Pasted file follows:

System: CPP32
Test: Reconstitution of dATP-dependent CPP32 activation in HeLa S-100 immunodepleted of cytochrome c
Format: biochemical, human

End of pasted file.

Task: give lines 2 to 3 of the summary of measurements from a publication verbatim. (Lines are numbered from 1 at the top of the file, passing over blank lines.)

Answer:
Test: Reconstitution of dATP-dependent CPP32 activation in HeLa S-100 immunodepleted of cytochrome c
Format: biochemical, human